Fresh from his work on the also-new Road Tripp Riddim (like Giddimani – read Pauzeradio’s review of that, here) is Lutan Fyah. Weed Ooh is across a similar version of the riddim to the previous two interpretations. But it has some pointed Dub-like breaks and also more of a focus on the melodica – with an impressive albeit brief solo section. The whole thing is peak Fyah. His signature style is fully on display, here: that blurred line between a singjay and a Soul vocal. Fyah brings distinctly complex rhythmic patterns to Weed Ooh – showing a high level of dexterity with his enunciation throughout. His delicate vocal moves up and down his wide register well and lyrically his own thoughts on the importance of weed are engaging. The usual fyah from Lutan.

Pressure (Busspipe) brings us Good Herbs – and the production gives us a musical variation on what’s come before it. There’s a brilliant bridge two thirds of the way through – which brings in some Dub synths, a heavy dose of reverb and some inventive engineering of Pressure’s vocal. And his performance is of course on-point. Here, he adopts an almost chant-like approach to parts of it: wailing and running around his mid-tenor register. His timbre is crisp and clean; rhythmically Pressure brings interesting variation across the verses and delivers a memorable chorus. Lyrically, like Fyah he brings us the positive effects of cannabis with some spiritual context too. Stirring works.

It’s difficult and unhelpful to point out a stand-out interpretation of Stella Green Farms Riddim. But Runkus with his track General is close to it. With it he brings a more Afrobeats feel to his performance: heavily vocal in melodic style, but rhythmically employing the tactics of singjay – he really is impressive. The pace of some of the verses in terms of syllable count makes you stop for breath. His use of sharp, staccato notes is particularly attractive. Melodically, he is extremely inventive – performing intuitive runs at times, then paring it back at others. General’s musical arrangement has also been tinkered with accordingly to fit this, working very well. The backing vocals are perhaps the most complex of the entire riddim, with a heavy arrangement and engineering to boot. And lyrically, Runkus is entertaining, too. If Oddio and Co. wanted to release a main track from Stella Green Farms Riddim, this really should be it. Superb.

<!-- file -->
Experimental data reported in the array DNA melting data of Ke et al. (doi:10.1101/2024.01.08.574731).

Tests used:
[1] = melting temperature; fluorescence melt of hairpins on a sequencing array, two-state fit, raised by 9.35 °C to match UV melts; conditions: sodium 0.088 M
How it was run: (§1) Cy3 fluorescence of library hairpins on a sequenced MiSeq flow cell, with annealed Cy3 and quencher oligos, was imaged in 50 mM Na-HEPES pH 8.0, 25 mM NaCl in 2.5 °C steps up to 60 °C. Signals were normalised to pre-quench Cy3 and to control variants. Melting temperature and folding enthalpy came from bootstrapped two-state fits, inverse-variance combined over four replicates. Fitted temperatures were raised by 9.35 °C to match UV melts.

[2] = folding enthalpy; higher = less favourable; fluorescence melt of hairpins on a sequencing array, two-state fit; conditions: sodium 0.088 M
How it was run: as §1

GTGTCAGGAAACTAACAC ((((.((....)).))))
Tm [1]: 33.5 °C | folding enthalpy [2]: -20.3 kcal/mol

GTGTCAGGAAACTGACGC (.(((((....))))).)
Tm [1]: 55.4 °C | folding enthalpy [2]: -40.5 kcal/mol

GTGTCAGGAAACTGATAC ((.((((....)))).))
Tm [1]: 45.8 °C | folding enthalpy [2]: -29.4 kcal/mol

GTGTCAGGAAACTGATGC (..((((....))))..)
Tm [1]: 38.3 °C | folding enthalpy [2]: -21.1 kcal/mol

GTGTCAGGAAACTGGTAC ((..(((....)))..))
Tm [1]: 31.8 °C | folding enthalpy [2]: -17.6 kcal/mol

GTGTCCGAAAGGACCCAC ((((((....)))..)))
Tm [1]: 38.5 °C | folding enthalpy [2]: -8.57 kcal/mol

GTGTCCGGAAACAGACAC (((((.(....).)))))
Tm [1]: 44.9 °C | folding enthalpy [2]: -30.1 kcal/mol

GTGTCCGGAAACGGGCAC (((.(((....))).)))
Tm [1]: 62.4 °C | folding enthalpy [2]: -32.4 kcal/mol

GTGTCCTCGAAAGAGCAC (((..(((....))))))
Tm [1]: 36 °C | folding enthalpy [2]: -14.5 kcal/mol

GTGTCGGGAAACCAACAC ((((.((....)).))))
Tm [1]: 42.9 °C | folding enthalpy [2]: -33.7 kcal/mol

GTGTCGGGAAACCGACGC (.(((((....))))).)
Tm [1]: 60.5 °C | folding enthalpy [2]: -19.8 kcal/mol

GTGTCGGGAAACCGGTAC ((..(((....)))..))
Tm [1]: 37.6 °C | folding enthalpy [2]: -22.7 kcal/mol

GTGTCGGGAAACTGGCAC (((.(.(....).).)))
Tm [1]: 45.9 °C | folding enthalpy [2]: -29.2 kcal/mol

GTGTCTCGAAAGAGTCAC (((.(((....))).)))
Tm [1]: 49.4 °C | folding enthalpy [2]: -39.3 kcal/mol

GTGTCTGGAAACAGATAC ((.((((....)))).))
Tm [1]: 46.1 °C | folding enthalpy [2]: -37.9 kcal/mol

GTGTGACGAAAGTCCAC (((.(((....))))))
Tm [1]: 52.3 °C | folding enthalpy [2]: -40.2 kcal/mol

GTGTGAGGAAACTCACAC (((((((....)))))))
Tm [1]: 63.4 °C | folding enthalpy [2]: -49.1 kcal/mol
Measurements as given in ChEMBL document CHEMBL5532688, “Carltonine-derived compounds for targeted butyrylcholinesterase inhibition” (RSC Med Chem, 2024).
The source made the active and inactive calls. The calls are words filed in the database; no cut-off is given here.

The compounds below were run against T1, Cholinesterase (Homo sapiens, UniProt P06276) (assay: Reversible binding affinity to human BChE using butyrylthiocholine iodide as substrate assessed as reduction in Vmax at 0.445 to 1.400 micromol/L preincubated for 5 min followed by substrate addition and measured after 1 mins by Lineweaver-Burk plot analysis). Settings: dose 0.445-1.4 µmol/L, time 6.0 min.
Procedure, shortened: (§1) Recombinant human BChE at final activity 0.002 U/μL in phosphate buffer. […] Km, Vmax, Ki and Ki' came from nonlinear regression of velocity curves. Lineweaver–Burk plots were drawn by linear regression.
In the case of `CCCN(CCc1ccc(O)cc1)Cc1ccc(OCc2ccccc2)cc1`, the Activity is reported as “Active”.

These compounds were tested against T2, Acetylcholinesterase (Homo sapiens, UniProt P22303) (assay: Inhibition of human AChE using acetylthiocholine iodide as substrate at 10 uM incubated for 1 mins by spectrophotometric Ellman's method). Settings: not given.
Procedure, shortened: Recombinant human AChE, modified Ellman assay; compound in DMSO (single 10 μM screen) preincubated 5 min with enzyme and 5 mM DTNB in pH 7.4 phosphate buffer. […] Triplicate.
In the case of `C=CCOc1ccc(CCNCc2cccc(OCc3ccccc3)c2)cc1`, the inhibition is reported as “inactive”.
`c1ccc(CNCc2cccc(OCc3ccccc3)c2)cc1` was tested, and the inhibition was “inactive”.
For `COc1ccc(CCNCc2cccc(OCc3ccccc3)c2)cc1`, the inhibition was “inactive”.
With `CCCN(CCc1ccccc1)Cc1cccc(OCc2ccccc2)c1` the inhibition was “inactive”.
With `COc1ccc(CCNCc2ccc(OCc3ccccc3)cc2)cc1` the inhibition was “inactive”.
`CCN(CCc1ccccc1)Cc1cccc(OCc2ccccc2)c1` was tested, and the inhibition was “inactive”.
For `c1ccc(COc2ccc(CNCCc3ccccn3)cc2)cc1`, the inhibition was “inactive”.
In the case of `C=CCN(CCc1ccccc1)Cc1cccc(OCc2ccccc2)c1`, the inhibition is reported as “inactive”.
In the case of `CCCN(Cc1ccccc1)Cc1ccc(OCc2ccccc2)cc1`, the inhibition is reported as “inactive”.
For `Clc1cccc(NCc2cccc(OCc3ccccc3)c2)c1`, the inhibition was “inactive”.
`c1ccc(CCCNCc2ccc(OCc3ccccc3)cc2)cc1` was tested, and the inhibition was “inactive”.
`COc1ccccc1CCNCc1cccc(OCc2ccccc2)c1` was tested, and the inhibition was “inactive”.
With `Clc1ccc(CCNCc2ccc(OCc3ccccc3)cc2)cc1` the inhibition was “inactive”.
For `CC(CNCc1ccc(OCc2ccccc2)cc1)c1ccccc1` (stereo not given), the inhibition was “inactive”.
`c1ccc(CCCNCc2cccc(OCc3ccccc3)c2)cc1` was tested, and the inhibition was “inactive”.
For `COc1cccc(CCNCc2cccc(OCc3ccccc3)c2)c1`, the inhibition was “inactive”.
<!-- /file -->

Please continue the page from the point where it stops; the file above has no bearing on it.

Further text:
D’Original Reverence is still a largely new artist, having been around just a couple of years. But across the track Buckler and Shield he shows real potential for a sparkling future. He has a very recognisable style: laid back to the point of falling over, but without compromising technique; no mean feat to pull off, but Reverence achieves it. He has a smooth, flowing style which almost merges the notes into one – but not quite. Juxtaposed with this is a highly accessible enunciation: a difficult balance to strike which he achieves. He has a pleasing tone that morphs throughout Buckler and Shield, from a husky, lower register timbre to something more resonant and rasping higher up. Reverence mixes up straight vocal with singjay, providing good rhythmic detail and an ear for an attractive melody. Lyrically, this Song of Praise stands out as the only non-herb related track of the riddim, which works well. And overall, it shows Reverence’s potential as a blossoming artist.

The selection concludes with a refreshing Dub version from DJ Oddio himself – mixing up the basic riddim with some good use of Dub devices, intelligent and provocative engineering and clever use of rhythmic variation. It works well as a closer, and shows Oddio’s creative and expressive side well.

Stella Green Farms Riddim is a very solid and sure-footed piece of work. Oddio and Shield and Buckler Music have shown a creative force to be reckoned with. All the artists have delivered high-quality interpretations (Runkus undoubtedly being the standout) and the whole project is well-constructed and pleasing to listen to. The actual Stella Green Farms should be very happy.

Listen to Mr Topple’s radio show here: The Topple UnPauzed Show

Stella Green Farms Riddim Review by Mr Topple (26th April 2021)